Warning of malware attacks on German companies

In the past few days, there has been increasing information that malware attacks on German companies are on the rise. Furthermore, the research team from security software vendor Kaspersky discovered a new type of dangerous bootkit that still raises questions. In the following article we will tell you what exactly has happened, who is at risk and how you can protect yourself.

German companies increasingly attacked with “Hyberbro” malware

In its Cyber letter 01/22, the Ger­man do­mes­tic in­tel­li­gence ser­vices warn of an ongoing espionage campaign by the group APT 27. According to them, this acronym stands for a Chinese group of criminal hackers, also known as “Emissary Panda”, who has already been blamed for cyberattacks on Western government agencies in the past.

It is said that attackers use a remote access trojan (RAT) called “Hyberbro”. A RAT is a malware program that opens a backdoor for administrative control on the target system. RATs are usually downloaded in the background by a program invoked by the user. In the current case, it is suspected that the malware was installed on countless computers by exploiting vulnerabilities in the password management program AdSelfService Plus1 from the Indian software manufacturer Zoho. The vulnerability in Microsoft Exchange, which became known back in March 2021, is also seen as a gateway for “Hyberbro”, as many companies have still not closed the gap.

This type of cyber attack focuses primarily on the theft of trade secrets and intellectual property. However, the Ger­man do­mes­tic in­tel­li­gence ser­vices do not rule out the possibility that the attackers could also infiltrate the networks of customers and service providers through this and compromise several companies at once accordingly.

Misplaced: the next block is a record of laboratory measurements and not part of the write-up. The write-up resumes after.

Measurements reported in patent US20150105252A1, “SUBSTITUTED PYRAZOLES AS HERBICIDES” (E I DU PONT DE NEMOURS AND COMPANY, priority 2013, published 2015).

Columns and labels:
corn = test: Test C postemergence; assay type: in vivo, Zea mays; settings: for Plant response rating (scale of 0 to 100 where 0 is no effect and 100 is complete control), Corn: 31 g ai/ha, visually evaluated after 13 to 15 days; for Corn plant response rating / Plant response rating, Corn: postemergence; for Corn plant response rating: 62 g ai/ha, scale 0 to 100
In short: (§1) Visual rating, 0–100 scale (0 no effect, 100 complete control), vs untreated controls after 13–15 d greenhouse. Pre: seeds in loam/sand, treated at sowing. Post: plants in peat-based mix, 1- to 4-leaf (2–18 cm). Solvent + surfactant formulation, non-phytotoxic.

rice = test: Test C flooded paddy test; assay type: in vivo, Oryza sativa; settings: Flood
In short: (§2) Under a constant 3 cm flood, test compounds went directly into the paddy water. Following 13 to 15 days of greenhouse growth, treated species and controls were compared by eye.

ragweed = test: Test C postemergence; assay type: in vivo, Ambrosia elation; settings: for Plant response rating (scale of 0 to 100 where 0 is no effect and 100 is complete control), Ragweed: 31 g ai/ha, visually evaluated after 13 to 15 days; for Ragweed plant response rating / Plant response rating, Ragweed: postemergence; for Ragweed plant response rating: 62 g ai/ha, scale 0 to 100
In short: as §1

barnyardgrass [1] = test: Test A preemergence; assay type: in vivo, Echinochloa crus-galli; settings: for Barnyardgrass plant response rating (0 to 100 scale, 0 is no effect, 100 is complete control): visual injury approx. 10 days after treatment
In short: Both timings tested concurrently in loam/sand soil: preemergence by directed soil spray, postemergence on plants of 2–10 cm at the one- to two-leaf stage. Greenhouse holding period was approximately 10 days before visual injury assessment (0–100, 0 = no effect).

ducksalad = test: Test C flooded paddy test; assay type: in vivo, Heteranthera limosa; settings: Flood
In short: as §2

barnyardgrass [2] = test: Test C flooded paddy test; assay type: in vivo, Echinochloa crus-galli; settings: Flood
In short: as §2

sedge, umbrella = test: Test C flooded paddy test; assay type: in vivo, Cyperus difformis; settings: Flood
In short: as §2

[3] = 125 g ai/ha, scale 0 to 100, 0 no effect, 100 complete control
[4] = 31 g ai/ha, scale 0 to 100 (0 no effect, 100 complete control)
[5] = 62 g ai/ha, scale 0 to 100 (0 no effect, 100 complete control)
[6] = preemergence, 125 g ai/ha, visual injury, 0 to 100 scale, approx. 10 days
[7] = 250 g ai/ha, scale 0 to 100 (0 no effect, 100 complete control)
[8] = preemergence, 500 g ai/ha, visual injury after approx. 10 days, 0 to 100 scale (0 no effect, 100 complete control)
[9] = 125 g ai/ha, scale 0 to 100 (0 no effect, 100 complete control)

For experts: Possible indicators of infection

The Cyber letter also contains information on how to detect an infection with “Hyberbro”. Among the Indicators of Compromise (IOC), three IP addresses are listed that the RAT seeks to contact:

Furthermore, certain files, paths or processes may also indicate an infection. You can find all details in the Cyber letter 01/22 of the Federal Office for the Protection of the Constitution.

What you can do

We advise admins and IT managers:

  • Install all security updates to close vulnerabilities.
  • Check your own systems for indications from the listing of the Federal Office for the Protection of the Constitution.
  • Isolate and clean up compromised systems if necessary or contact your IT service provider.
  • Use Intrusion Detection System (IDS).  This attack detection system is an addition to the existing firewall, but it can also run directly on the computer being monitored, increasing the security of networks and computer systems. Your network firewall provider can help you here.

Security professionals identify new bootkit “MoonBounce”

Furthermore, security researchers of Kaspersky have found a new type of dangerous bootkit called “MoonBounce” on a customer’s computer. A bootkit is a malicious program that nests in the motherboard and spreads through the Unified Extensible Firmware Interface (UEFI). The UEFI serves as an interface and contains information that is used on the computer to load the operating system.This means that the contained malicious code is executed even before the operating system boots up.

This way, MoonBounce manages to bypass most security mechanisms and control the start of the operating system unnoticed, as well as modify the system code and drivers before antivirus and other security components are loaded.

If a computer becomes infected, either the SPI error memory must be reloaded or the entire motherboard must be replaced.

It is currently unclear how the device became infected with “MoonBounce”. However, it is suspected that this was done remotely. Since the development of a bootkit like MoonBounce is a rather complex matter, for which conventional cybercriminals have hardly any resources, it is suspected that the targets are mainly economic and governmental. Based on the characteristics of the malware, Kaspersky experts have suspected a team in the context of MoonBounce, which is referred to as ATP41 and is believed to originate from China.

What you can do

  • Activate Secure Boot by default: The program prevents viruses, worms or rootkits from manipulating the PC and causing damage. If manipulation is detected, the PC simply does not start. Manipulations by users are also made more difficult.
  • Update the firmware regularly